It’s an indicator of how far Locke has faded from view that the discovery of an original Locke manuscript has so far gone without mention in the major press. “Imagine if you had the standard edition of Shakespeare ’s ‘Hamlet,’ ” Mr. Waldmann says, “and then Craig [Walmsley] goes out and finds a lost act to the play.” One reason for the quiet reception is that the free-market right that embraced Locke in the 20th century is beleaguered, and the leftward drift of mainstream culture has made critiques of Western society more prestigious than efforts to understand its foundations.

The manuscript’s journey from England to the U.S. 250 years after its composition, Mr. Waldmann says, is “symbolic of Locke’s reception in that era in the 20th century.” He was a giant of American liberal democracy standing against totalitarian rivals. Today he is metaphorically in exile. His literal exile from England lasted only six years—in 1689, after the Glorious Revolution, he returned to England on the same boat as Queen Mary. Perhaps this discovery of a piece of his thought heralds a similarly swift return in the American imagination.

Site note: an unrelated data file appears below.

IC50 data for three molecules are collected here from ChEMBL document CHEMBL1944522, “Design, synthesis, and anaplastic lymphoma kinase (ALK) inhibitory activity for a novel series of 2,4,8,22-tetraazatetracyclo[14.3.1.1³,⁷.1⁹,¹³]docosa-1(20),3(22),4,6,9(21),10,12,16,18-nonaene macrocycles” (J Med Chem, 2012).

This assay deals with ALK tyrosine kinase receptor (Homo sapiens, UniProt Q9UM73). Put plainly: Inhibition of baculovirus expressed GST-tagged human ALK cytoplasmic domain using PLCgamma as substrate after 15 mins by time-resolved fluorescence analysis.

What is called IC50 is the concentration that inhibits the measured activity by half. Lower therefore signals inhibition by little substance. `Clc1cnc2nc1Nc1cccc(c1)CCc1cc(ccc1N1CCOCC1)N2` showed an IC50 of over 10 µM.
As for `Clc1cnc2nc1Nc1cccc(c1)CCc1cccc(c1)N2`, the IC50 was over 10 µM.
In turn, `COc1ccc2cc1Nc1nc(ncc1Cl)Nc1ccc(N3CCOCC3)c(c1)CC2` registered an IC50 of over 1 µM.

Mr. Willick is an assistant editorial features editor at the Journal.

Crafty_Dog

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Webster, 1787: Armed People
« Reply #1709 on: September 03, 2019, 09:40:45 AM »
"Before a standing army can rule, the people must be disarmed; as they are in almost every kingdom of Europe." —Noah Webster (1787)

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Thomas Paine
« Reply #1710 on: September 12, 2019, 09:11:39 PM »
"When we are planning for posterity, we ought to remember that virtue is not hereditary." —Thomas Paine (1776)

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Mason on British thought to disarm Americans
« Reply #1712 on: September 25, 2019, 12:10:57 PM »
"When the resolution of enslaving America was formed in Great Britain, the British Parliament was advised ... to disarm the people; that it was the best and most effectual way to enslave them; but that they should not do it openly, but weaken them, and let them sink gradually." —George Mason (1788)